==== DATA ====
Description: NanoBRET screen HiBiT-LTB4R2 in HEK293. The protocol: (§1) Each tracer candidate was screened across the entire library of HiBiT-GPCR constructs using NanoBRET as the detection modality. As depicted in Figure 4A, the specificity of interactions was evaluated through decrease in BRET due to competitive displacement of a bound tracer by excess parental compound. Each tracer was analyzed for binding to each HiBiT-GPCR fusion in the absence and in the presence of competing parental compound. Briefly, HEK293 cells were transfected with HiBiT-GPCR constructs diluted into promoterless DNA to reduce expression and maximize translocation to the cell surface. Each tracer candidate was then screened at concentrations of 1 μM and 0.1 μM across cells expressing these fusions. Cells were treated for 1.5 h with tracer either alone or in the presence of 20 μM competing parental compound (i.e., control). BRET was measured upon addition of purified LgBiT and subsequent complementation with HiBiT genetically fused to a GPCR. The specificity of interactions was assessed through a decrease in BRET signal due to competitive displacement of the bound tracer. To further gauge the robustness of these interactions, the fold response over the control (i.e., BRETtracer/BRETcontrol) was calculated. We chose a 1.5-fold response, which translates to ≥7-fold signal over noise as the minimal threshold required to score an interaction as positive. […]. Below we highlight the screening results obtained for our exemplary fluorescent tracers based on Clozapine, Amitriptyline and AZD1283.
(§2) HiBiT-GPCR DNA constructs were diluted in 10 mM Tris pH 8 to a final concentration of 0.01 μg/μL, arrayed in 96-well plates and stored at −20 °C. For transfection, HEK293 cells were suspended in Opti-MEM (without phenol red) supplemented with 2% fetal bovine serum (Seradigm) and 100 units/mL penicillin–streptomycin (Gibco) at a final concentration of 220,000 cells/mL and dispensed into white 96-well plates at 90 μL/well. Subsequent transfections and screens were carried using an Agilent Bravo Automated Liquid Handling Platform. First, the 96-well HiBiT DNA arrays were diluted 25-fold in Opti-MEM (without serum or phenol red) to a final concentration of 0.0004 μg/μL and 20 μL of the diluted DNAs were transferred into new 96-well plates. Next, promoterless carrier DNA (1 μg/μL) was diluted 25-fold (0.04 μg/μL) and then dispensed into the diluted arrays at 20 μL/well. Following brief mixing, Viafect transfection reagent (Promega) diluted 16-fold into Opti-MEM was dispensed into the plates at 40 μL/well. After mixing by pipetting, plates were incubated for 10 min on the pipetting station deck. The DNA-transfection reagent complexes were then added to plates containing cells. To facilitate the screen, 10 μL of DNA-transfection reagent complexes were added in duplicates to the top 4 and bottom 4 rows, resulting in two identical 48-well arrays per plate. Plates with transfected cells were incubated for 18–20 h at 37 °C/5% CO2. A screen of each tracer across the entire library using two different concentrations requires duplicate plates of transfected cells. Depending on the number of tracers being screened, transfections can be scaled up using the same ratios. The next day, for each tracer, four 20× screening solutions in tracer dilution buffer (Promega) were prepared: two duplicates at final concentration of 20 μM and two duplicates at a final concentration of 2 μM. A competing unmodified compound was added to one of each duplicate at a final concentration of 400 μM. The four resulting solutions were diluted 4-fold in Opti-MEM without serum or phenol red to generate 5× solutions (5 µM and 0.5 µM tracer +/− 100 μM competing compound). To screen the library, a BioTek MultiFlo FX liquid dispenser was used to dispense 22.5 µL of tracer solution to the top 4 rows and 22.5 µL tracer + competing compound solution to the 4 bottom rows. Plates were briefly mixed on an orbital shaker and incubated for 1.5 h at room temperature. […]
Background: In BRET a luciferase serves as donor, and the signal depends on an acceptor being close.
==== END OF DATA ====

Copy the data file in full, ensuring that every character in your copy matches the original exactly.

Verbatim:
Description: NanoBRET screen HiBiT-LTB4R2 in HEK293. The protocol: (§1) Each tracer candidate was screened across the entire library of HiBiT-GPCR constructs using NanoBRET as the detection modality. As depicted in Figure 4A, the specificity of interactions was evaluated through decrease in BRET due to competitive displacement of a bound tracer by excess parental compound. Each tracer was analyzed for binding to each HiBiT-GPCR fusion in the absence and in the presence of competing parental compound. Briefly, HEK293 cells were transfected with HiBiT-GPCR constructs diluted into promoterless DNA to reduce expression and maximize translocation to the cell surface. Each tracer candidate was then screened at concentrations of 1 μM and 0.1 μM across cells expressing these fusions. Cells were treated for 1.5 h with tracer either alone or in the presence of 20 μM competing parental compound (i.e., control). BRET was measured upon addition of purified LgBiT and subsequent complementation with HiBiT genetically fused to a GPCR. The specificity of interactions was assessed through a decrease in BRET signal due to competitive displacement of the bound tracer. To further gauge the robustness of these interactions, the fold response over the control (i.e., BRETtracer/BRETcontrol) was calculated. We chose a 1.5-fold response, which translates to ≥7-fold signal over noise as the minimal threshold required to score an interaction as positive. […]. Below we highlight the screening results obtained for our exemplary fluorescent tracers based on Clozapine, Amitriptyline and AZD1283.
(§2) HiBiT-GPCR DNA constructs were diluted in 10 mM Tris pH 8 to a final concentration of 0.01 μg/μL, arrayed in 96-well plates and stored at −20 °C. For transfection, HEK293 cells were suspended in Opti-MEM (without phenol red) supplemented with 2% fetal bovine serum (Seradigm) and 100 units/mL penicillin–streptomycin (Gibco) at a final concentration of 220,000 cells/mL and dispensed into white 96-well plates at 90 μL/well. Subsequent transfections and screens were carried using an Agilent Bravo Automated Liquid Handling Platform. First, the 96-well HiBiT DNA arrays were diluted 25-fold in Opti-MEM (without serum or phenol red) to a final concentration of 0.0004 μg/μL and 20 μL of the diluted DNAs were transferred into new 96-well plates. Next, promoterless carrier DNA (1 μg/μL) was diluted 25-fold (0.04 μg/μL) and then dispensed into the diluted arrays at 20 μL/well. Following brief mixing, Viafect transfection reagent (Promega) diluted 16-fold into Opti-MEM was dispensed into the plates at 40 μL/well. After mixing by pipetting, plates were incubated for 10 min on the pipetting station deck. The DNA-transfection reagent complexes were then added to plates containing cells. To facilitate the screen, 10 μL of DNA-transfection reagent complexes were added in duplicates to the top 4 and bottom 4 rows, resulting in two identical 48-well arrays per plate. Plates with transfected cells were incubated for 18–20 h at 37 °C/5% CO2. A screen of each tracer across the entire library using two different concentrations requires duplicate plates of transfected cells. Depending on the number of tracers being screened, transfections can be scaled up using the same ratios. The next day, for each tracer, four 20× screening solutions in tracer dilution buffer (Promega) were prepared: two duplicates at final concentration of 20 μM and two duplicates at a final concentration of 2 μM. A competing unmodified compound was added to one of each duplicate at a final concentration of 400 μM. The four resulting solutions were diluted 4-fold in Opti-MEM without serum or phenol red to generate 5× solutions (5 µM and 0.5 µM tracer +/− 100 μM competing compound). To screen the library, a BioTek MultiFlo FX liquid dispenser was used to dispense 22.5 µL of tracer solution to the top 4 rows and 22.5 µL tracer + competing compound solution to the 4 bottom rows. Plates were briefly mixed on an orbital shaker and incubated for 1.5 h at room temperature. […]
Background: In BRET a luciferase serves as donor, and the signal depends on an acceptor being close.